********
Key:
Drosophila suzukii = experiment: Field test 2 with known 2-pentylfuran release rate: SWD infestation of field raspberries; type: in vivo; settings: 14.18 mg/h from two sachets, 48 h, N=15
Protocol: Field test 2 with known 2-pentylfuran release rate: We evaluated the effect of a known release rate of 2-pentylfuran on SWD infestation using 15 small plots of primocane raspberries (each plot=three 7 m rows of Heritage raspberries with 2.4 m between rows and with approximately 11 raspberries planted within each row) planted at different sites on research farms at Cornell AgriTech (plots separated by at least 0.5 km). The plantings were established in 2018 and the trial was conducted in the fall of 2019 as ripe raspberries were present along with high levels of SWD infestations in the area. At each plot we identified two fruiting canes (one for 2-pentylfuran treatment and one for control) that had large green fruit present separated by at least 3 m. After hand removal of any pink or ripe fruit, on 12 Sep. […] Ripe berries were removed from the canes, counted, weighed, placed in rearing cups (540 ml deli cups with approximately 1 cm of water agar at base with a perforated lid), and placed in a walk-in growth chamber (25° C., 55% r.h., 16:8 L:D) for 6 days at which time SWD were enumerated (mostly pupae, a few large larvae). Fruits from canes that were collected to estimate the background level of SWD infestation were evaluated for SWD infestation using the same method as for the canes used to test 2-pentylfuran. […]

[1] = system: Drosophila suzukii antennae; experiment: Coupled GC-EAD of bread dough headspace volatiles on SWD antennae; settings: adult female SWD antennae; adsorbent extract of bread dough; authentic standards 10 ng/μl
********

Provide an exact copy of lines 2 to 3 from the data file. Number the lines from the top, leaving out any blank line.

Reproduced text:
Drosophila suzukii = experiment: Field test 2 with known 2-pentylfuran release rate: SWD infestation of field raspberries; type: in vivo; settings: 14.18 mg/h from two sachets, 48 h, N=15
Protocol: Field test 2 with known 2-pentylfuran release rate: We evaluated the effect of a known release rate of 2-pentylfuran on SWD infestation using 15 small plots of primocane raspberries (each plot=three 7 m rows of Heritage raspberries with 2.4 m between rows and with approximately 11 raspberries planted within each row) planted at different sites on research farms at Cornell AgriTech (plots separated by at least 0.5 km). The plantings were established in 2018 and the trial was conducted in the fall of 2019 as ripe raspberries were present along with high levels of SWD infestations in the area. At each plot we identified two fruiting canes (one for 2-pentylfuran treatment and one for control) that had large green fruit present separated by at least 3 m. After hand removal of any pink or ripe fruit, on 12 Sep. […] Ripe berries were removed from the canes, counted, weighed, placed in rearing cups (540 ml deli cups with approximately 1 cm of water agar at base with a perforated lid), and placed in a walk-in growth chamber (25° C., 55% r.h., 16:8 L:D) for 6 days at which time SWD were enumerated (mostly pupae, a few large larvae). Fruits from canes that were collected to estimate the background level of SWD infestation were evaluated for SWD infestation using the same method as for the canes used to test 2-pentylfuran. […]